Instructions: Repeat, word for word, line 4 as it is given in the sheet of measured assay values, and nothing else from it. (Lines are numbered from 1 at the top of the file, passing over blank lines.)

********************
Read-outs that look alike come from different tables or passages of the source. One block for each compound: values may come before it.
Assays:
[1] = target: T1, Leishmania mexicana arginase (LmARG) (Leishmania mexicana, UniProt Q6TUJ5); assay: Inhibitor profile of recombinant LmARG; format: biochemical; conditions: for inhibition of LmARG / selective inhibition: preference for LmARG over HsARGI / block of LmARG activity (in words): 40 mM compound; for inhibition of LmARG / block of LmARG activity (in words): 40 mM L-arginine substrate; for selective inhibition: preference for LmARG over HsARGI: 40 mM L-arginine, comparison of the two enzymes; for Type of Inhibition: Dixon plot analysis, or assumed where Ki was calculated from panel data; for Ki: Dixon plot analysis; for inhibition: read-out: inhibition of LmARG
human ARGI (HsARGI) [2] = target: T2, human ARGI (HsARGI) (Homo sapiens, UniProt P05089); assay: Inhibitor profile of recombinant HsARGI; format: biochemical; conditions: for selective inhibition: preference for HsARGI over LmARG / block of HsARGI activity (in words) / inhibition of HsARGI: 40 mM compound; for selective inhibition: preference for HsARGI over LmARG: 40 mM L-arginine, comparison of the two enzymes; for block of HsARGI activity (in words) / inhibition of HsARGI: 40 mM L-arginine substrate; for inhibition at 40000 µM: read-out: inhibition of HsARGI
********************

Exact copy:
human ARGI (HsARGI) [2] = target: T2, human ARGI (HsARGI) (Homo sapiens, UniProt P05089); assay: Inhibitor profile of recombinant HsARGI; format: biochemical; conditions: for selective inhibition: preference for HsARGI over LmARG / block of HsARGI activity (in words) / inhibition of HsARGI: 40 mM compound; for selective inhibition: preference for HsARGI over LmARG: 40 mM L-arginine, comparison of the two enzymes; for block of HsARGI activity (in words) / inhibition of HsARGI: 40 mM L-arginine substrate; for inhibition at 40000 µM: read-out: inhibition of HsARGI